Sci-fi fans buzzing at the development of a Star Wars-style speeder bike that lets you fly like a Jedi can rub shoulders with the inventor at the Nerve disruptive technology summit in Cambridge this summer.
Inventor of Star Wars-style ‘Jedi’ bike at Nerve
Flying bike innovator Mark De Roche wings in from California after a series of successful test flights with the futuristic vehicle in the Mojave Desert.
His aim has been to make personal flight as intuitive as riding an ordinary bicycle. Mark is founder of Aerofex in Manhattan Beach, California, and the company’s breakthrough technology has already piqued the interest of the military.
The vehicles could act as handy first-responder craft; a small fleet could be transported in the belly of a passenger transporter. Troops could patrol borders without having to build roads – a nightmare infrastructure problem in war zones and other tough territories.
Aerofex also believes the vehicles could be used for heavy lifting in these rough terrains, without having to fret about wheels or caterpillar tracks. And, unlike helicopters and other flying devices – and very much in Star Wars mode – this vehicle has demonstrated flight between trees, close to walls and under bridges.
The flying bike doesn't use anti-gravity devices but powerful fans and a special control scheme that allows anyone to drive it without any training.
It can now go up to 30mph and elevate as high as 15 feet.
De Roche says: “At Aerofex we cross industry sectors to bring the magic of aero-technology to the limitations of the conventional approach. We have an established track record.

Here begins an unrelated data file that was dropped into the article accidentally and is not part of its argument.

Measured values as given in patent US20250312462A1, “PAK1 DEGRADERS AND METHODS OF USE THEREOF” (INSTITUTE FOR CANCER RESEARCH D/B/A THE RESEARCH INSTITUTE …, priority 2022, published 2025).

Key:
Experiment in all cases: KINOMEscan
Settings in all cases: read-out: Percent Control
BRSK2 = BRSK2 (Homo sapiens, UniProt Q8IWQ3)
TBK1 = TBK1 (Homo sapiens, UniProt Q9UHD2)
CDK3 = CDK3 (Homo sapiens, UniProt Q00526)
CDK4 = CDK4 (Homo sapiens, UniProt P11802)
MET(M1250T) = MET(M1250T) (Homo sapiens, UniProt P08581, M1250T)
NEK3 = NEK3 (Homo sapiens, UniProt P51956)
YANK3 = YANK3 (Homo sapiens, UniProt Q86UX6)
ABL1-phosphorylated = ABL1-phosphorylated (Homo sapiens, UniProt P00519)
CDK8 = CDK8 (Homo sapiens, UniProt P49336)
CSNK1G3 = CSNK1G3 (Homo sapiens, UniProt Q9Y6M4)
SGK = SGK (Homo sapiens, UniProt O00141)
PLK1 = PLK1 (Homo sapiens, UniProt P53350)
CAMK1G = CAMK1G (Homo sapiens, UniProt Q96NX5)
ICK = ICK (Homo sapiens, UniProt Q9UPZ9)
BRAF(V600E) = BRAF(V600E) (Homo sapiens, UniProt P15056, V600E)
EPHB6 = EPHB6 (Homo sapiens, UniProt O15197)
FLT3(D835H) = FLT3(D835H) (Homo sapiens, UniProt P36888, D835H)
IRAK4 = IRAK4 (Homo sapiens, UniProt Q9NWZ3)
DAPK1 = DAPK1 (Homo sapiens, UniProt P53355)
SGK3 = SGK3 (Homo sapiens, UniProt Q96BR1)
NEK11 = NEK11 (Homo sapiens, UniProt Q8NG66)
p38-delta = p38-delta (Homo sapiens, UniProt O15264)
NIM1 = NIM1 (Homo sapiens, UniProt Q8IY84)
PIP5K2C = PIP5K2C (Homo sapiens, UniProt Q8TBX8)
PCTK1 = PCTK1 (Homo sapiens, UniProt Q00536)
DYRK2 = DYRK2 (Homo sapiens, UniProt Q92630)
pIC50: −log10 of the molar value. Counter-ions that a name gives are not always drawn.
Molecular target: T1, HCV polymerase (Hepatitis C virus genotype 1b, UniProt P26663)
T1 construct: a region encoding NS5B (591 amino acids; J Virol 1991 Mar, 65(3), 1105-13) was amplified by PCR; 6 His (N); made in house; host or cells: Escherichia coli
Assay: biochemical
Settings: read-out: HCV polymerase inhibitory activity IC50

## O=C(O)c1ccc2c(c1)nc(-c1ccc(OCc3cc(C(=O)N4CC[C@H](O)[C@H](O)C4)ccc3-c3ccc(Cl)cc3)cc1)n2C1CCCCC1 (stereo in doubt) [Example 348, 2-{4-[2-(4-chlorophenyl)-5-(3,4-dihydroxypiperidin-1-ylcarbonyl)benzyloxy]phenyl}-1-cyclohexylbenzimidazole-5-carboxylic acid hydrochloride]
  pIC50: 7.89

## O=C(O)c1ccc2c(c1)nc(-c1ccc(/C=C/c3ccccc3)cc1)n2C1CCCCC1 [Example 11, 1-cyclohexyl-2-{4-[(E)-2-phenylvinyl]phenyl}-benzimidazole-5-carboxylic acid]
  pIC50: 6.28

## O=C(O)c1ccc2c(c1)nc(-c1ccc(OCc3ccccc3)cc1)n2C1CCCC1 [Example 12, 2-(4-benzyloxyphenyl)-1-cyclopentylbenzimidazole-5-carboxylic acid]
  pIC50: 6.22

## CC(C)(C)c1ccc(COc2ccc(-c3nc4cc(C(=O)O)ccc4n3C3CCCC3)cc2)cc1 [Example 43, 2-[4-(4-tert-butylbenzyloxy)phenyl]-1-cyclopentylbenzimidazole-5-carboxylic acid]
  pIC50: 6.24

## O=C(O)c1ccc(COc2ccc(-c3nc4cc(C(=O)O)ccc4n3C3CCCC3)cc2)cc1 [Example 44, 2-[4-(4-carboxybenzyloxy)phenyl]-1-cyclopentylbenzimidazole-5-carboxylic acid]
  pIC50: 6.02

“Aerofex has participated in cutting edge experimental aircraft and spacecraft programs that push the boundaries of the imagination. We honed our skill-set and processes through development of approved flight structures for the air-transport and motion picture industries (remember 'Die Hard'?), as well as commercially successful products in the action sports industry.
“Aero products today perform beyond the dreams of futurists just decades ago. The downside is complexity. Design Integration is an engineering specialty designed to address this complexity, and one of Aerofex core capabilities.
“Whether we are integrating a payload to a spacecraft, a laser in an aircraft, or a sensing system on a UAV, Design Integration insures the systems mate and function as designed.”
To date Aerofex has produced over 140 flight quality composite components that have flown on developmental aircraft.
De Roche said: “Aerofex is taking flight in an innovative direction.
We are creating exciting technology that will change the way people perceive and utilize flight.
“We are developing manned craft and unmanned aerial vehicles that have real utility. Our goal is to break the barriers that limit access to the benefits of flight.”
You can follow De Roche and Aerofex’ journey in person at Nerve – Cambridge UK from June 25-27, 2013. Book your tickets at www.itsnerve.com